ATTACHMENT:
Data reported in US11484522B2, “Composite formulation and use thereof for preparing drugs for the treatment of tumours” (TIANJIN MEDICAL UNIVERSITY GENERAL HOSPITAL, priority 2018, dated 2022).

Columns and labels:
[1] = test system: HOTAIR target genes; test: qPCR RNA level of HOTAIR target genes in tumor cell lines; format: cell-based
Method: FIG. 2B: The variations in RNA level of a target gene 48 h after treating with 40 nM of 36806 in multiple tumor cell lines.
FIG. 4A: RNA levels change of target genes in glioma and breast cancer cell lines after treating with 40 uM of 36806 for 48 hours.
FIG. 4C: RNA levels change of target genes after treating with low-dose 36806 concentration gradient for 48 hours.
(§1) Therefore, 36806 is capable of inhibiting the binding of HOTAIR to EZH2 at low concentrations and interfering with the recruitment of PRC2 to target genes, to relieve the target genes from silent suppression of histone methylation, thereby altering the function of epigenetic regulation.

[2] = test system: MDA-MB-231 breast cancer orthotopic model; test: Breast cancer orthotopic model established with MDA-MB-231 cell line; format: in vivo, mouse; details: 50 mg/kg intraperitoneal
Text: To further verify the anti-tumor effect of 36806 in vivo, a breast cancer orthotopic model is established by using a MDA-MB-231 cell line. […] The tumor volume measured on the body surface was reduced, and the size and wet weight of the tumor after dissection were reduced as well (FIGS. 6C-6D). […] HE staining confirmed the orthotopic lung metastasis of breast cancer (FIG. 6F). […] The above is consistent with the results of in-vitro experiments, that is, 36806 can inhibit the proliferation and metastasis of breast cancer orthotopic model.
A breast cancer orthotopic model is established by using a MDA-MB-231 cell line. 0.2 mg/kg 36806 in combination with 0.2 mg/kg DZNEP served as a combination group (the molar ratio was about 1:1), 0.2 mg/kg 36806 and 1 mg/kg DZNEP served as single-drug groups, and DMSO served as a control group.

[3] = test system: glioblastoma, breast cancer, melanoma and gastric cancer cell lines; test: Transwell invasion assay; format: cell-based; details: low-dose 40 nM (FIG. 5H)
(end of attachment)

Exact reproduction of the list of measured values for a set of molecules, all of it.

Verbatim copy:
Data reported in US11484522B2, “Composite formulation and use thereof for preparing drugs for the treatment of tumours” (TIANJIN MEDICAL UNIVERSITY GENERAL HOSPITAL, priority 2018, dated 2022).

Columns and labels:
[1] = test system: HOTAIR target genes; test: qPCR RNA level of HOTAIR target genes in tumor cell lines; format: cell-based
Method: FIG. 2B: The variations in RNA level of a target gene 48 h after treating with 40 nM of 36806 in multiple tumor cell lines.
FIG. 4A: RNA levels change of target genes in glioma and breast cancer cell lines after treating with 40 uM of 36806 for 48 hours.
FIG. 4C: RNA levels change of target genes after treating with low-dose 36806 concentration gradient for 48 hours.
(§1) Therefore, 36806 is capable of inhibiting the binding of HOTAIR to EZH2 at low concentrations and interfering with the recruitment of PRC2 to target genes, to relieve the target genes from silent suppression of histone methylation, thereby altering the function of epigenetic regulation.

[2] = test system: MDA-MB-231 breast cancer orthotopic model; test: Breast cancer orthotopic model established with MDA-MB-231 cell line; format: in vivo, mouse; details: 50 mg/kg intraperitoneal
Text: To further verify the anti-tumor effect of 36806 in vivo, a breast cancer orthotopic model is established by using a MDA-MB-231 cell line. […] The tumor volume measured on the body surface was reduced, and the size and wet weight of the tumor after dissection were reduced as well (FIGS. 6C-6D). […] HE staining confirmed the orthotopic lung metastasis of breast cancer (FIG. 6F). […] The above is consistent with the results of in-vitro experiments, that is, 36806 can inhibit the proliferation and metastasis of breast cancer orthotopic model.
A breast cancer orthotopic model is established by using a MDA-MB-231 cell line. 0.2 mg/kg 36806 in combination with 0.2 mg/kg DZNEP served as a combination group (the molar ratio was about 1:1), 0.2 mg/kg 36806 and 1 mg/kg DZNEP served as single-drug groups, and DMSO served as a control group.

[3] = test system: glioblastoma, breast cancer, melanoma and gastric cancer cell lines; test: Transwell invasion assay; format: cell-based; details: low-dose 40 nM (FIG. 5H)